Her husband, Rob Peterson, is an orthopedic surgeon. The Peterson family has lived in Davis since 1998.

— Reach Jeff Hudson at or 530-747-8055.



  • Recent Posts

  • Enter your email address to subscribe to this newspaper and receive notifications of new articles by email.

  • .


    Bridges of Yolo County: Wear, tear … repair?

    By Elizabeth Case | From Page: A1 | Gallery

    Four days of unusual, adventuresome music

    By Jeff Hudson | From Page: A1 | Gallery

    Red Cross honors community heroes

    By Lauren Keene | From Page: A1 | Gallery

    Rockets kill 30 in Ukrainian city as rebels launch offensive

    By The Associated Press | From Page: A2

    Abe ‘speechless’ after video claims IS hostage dead

    By The Associated Press | From Page: A2

    GOP presses state bills limiting gay rights before ruling

    By The Associated Press | From Page: A2

    Abortion opponents express renewed hope at California rally

    By The Associated Press | From Page: A2

    Spanish police arrest 4 suspected members of a jihadi cell

    By The Associated Press | From Page: A2

    Fake schools draw federal scrutiny

    By The Associated Press | From Page: A3 | Gallery

    Winter produce available at Sutter market

    By Special to The Enterprise | From Page: A3

    Sip wines at St. James’ annual tasting

    By Special to The Enterprise | From Page: A3

    Donations to be distributed during homeless count

    By Anne Ternus-Bellamy | From Page: A4

    Speaker will share computer security tips

    By Enterprise staff | From Page: A4

    Logos Books celebrates 5 years, offers language groups

    By Enterprise staff | From Page: A4

    Australian olive oil company opens U.S. headquarters in Woodland

    By Special to The Enterprise | From Page: A4

    Explore at the YOLO Outdoor Expo

    By Enterprise staff | From Page: A4

    Pedal around Davis on weekly bike ride

    By Enterprise staff | From Page: A4

    Yolo animal shelter seeking rawhide donations

    By Lauren Keene | From Page: A5

    Woodland Healthcare employees take Great Kindness Challenge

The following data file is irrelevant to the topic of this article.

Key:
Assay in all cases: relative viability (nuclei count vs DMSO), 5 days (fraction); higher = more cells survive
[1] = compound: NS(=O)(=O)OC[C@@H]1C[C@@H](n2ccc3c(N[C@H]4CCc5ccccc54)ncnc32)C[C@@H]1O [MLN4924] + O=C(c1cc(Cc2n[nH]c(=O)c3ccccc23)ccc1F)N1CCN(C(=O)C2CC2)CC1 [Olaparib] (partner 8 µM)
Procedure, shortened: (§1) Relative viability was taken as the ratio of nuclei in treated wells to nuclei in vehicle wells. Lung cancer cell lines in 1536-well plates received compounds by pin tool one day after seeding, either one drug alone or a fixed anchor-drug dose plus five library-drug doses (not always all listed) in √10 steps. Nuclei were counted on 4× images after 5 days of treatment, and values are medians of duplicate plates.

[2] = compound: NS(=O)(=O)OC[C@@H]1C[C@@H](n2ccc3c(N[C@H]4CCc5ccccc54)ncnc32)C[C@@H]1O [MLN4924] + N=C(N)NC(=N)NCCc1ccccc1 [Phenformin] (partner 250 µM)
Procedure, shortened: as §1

By Special to The Enterprise | From Page: A5

    At the Pond: Nest boxes give birds new homes

    By Jean Jackman | From Page: A6 | Gallery

    California ranks worst in nation for guidance counselors

    By The Associated Press | From Page: A7

    Davis, Woodland are saving water

    By Elizabeth Case | From Page: A12

    Words and Music Festival events

    By Jeff Hudson | From Page: A12



    Caring for the aging mouth

    By Samer Alassaad | From Page: A8

    Family isn’t keen on relationship

    By Creators Syndicate | From Page: A8

    We have the right to choose

    By Letters to the Editor | From Page: A10

    We don’t have to suffer

    By Letters to the Editor | From Page: A10

    City helped immensely

    By Letters to the Editor | From Page: A10

    Rick McKee cartoon

    By Debbie Davis | From Page: A10

    Big utilities’ nightmare begins to play out

    By Tom Elias | From Page: A10

    Mayor’s Corner: Let’s renew Davis together

    By Dan Wolk | From Page: A10

    When measles spreads from Disneyland, it’s a small world after all

    By New York Times News Service | From Page: A11

    From innovation parks to innovative buildings and planning

    By Special to The Enterprise | From Page: A11



    Aggies get top 2015 gymnastics score, but fall short

    By Bruce Gallaudet | From Page: B1 | Gallery

    Loud crowd sees DHS boys win

    By Spencer Ault | From Page: B1 | Gallery

    Lady Devils hold off Pacers, stay perfect in league

    By Enterprise staff | From Page: B1

    Wildcats’ inaugural kids development league exceeds expectations

    By Bruce Gallaudet | From Page: B1 | Gallery

    UCD men take two tennis matches

    By Enterprise staff | From Page: B8

    Watney in ninth at Humana Challenge

    By Staff and wire reports | From Page: B8







    Davis man focusing on cannabidiol business

    By Will Bellamy | From Page: A9

    Marrone Bio’s Regalia approved for new uses in Canada

    By Special to The Enterprise | From Page: A9

    UCD grad makes insurance ‘hot 100′ list

    By Enterprise staff | From Page: A9

    Yolo County real estate sales

    By Zoe Juanitas | From Page: A9



    Thomas George Byrne

    By Special to The Enterprise | From Page: A4



    Comics: Sunday, January 25, 2015

    By Creator | From Page: B8